In March 2015 the residents of the Slovo Park informal settlement filed their replying affidavit in response to the City of Johannesburg's affidavit in the Melani case. The City is arguing that it has made a policy decision to relocate Slovo Park residents to Unaville housing development (ostensibly to be built in Lenasia South), and that the court cannot interfere with this decision. This is in response to an application launched in January 2014 by the residents, seeking the court to review the City's failure to take the decision to apply to the Gauteng Provincial Government for funding to upgrade Slovo Park in terms of the Upgrading of Informal Settlements Programme (UISP) contained in the National Housing Code.
In the latest papers filed in the case, the residents argue that the City’s plan for their relocation to Unaville is in clear breach of the applicable legal framework and that, as a first priority, the UISP requires that informal settlements must be upgraded in situ and in partnership with the residents of the relevant informal settlement. The City’s new plan to accommodate the applicants at Unaville ignores both requirements and the City does not furnish any evidence that any consideration of the requirements of the UISP was undertaken.
On Sunday 22 March 2015 SERI held an Inner City Workshop for committee members from a number of buildings where we represent the residents. 39 people attended the workshop from 14 inner city buildings, including: MBV 1, 54 Soper Road, Ekuthuleni, Jeanwell Court and Koch Mansions.
The aim of the workshop was to share experiences across the different buildings and discuss a collective way forward on issues of evictions and affordable rental housing in the inner city. A follow-up workshop is planned soon.
Today, the SCA confirmed that municipal officials can face contempt of court proceedings if they fail to ensure that municipalities obey court orders. The SCA was ruling on an appeal by the City of Johannesburg against an order of the Johannesburg High Court made in April 2013 in the Hlophe case. That order directed Mayor Parks Tau, City Manager Trevor Fowler and former City of Johannesburg Director of Housing Thabo Maisela, to take all the steps necessary to provide 180 poor residents with alternative accommodation, failing which they could be sued for contempt. This case was brought to court by the residents of Chung Hua Mansions in Jeppe Street, Johannesburg, after the City missed several court-ordered deadlines to provide the residents with decent shelter.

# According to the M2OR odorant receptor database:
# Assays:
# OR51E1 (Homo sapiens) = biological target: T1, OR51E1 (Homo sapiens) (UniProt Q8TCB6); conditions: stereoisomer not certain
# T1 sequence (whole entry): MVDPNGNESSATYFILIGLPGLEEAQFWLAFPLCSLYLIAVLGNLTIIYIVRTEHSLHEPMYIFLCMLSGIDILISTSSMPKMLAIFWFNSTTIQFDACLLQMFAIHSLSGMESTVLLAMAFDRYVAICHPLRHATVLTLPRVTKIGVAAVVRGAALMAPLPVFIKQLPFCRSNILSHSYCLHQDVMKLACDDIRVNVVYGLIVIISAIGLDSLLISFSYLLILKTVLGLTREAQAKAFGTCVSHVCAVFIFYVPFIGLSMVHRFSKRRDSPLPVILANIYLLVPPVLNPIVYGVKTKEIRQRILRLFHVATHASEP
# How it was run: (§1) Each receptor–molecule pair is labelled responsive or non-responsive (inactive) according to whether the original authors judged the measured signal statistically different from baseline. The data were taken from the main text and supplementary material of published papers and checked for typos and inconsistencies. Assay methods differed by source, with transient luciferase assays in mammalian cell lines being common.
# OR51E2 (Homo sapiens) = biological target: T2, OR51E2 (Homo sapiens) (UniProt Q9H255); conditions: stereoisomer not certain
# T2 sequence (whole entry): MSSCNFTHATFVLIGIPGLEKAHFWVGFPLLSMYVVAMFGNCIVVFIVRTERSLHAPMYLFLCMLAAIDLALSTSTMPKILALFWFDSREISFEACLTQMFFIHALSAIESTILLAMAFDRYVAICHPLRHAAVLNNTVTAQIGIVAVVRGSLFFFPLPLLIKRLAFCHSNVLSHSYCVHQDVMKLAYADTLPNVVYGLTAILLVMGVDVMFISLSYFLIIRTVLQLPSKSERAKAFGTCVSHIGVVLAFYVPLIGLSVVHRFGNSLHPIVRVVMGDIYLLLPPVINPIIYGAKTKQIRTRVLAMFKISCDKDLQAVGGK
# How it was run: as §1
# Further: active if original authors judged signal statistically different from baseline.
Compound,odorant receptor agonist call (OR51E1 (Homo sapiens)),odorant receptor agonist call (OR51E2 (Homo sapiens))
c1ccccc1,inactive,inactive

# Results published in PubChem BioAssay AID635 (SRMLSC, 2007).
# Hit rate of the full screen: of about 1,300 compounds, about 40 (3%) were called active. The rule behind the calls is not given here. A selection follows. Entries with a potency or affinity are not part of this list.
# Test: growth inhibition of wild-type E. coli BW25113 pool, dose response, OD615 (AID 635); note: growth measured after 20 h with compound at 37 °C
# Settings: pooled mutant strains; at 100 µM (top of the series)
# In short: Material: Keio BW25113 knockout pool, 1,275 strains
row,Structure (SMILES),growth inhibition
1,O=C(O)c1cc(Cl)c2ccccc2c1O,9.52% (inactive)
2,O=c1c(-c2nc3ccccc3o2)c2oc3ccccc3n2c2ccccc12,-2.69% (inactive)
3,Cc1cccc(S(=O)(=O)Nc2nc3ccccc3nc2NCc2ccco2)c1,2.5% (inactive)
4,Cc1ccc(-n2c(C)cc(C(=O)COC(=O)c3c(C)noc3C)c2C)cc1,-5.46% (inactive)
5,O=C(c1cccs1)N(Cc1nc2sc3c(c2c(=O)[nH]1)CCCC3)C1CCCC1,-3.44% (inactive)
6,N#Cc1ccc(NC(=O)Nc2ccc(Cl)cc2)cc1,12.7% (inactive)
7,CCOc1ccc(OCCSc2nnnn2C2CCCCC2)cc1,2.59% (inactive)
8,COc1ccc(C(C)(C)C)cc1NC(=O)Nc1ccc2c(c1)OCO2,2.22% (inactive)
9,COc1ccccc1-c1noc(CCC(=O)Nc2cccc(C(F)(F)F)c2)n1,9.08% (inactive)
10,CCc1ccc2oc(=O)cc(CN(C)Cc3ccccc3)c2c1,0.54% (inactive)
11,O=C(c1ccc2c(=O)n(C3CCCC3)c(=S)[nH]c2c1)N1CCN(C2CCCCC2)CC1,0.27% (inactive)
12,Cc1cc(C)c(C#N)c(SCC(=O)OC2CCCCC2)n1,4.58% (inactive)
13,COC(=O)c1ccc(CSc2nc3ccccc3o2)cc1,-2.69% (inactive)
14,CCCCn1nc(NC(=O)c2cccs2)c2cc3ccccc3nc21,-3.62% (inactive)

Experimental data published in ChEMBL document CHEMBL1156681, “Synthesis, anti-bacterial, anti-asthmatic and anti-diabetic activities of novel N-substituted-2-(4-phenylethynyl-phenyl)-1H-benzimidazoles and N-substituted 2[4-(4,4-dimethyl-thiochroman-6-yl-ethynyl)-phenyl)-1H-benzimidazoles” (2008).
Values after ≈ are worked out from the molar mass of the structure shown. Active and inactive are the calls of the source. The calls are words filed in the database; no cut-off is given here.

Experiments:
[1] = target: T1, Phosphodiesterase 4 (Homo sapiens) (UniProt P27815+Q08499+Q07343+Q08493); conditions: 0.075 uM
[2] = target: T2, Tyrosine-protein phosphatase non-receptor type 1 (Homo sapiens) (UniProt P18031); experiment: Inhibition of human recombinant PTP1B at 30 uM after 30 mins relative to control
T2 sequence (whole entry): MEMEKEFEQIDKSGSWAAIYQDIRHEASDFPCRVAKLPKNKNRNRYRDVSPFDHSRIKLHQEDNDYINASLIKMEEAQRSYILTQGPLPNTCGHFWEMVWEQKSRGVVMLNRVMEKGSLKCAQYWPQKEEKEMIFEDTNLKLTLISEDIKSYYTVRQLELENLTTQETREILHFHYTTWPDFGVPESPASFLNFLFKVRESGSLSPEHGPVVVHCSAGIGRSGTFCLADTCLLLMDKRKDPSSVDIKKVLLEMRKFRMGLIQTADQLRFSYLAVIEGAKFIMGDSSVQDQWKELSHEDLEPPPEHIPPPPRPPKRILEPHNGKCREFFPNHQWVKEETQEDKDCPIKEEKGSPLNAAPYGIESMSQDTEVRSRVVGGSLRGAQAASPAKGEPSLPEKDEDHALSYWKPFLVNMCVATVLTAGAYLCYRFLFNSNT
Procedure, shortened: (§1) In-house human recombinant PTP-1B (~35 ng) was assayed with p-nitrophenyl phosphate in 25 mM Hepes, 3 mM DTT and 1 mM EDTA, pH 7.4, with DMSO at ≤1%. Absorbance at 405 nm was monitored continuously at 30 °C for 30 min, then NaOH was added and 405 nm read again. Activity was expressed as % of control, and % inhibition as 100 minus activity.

Acting Judge of Appeal CHG van der Merwe, writing for a unanimous court, held that the fundamental constitutional value of accountability requires municipal officials to see to it that the municipalities they control obey court orders. Judge van der Merwe held that public accountability “is a founding value of the Constitution and central to our Constitutional culture”. In promoting accountability, courts can make a variety of orders, including orders that individual officials discharge their obligations to provide housing for the poor.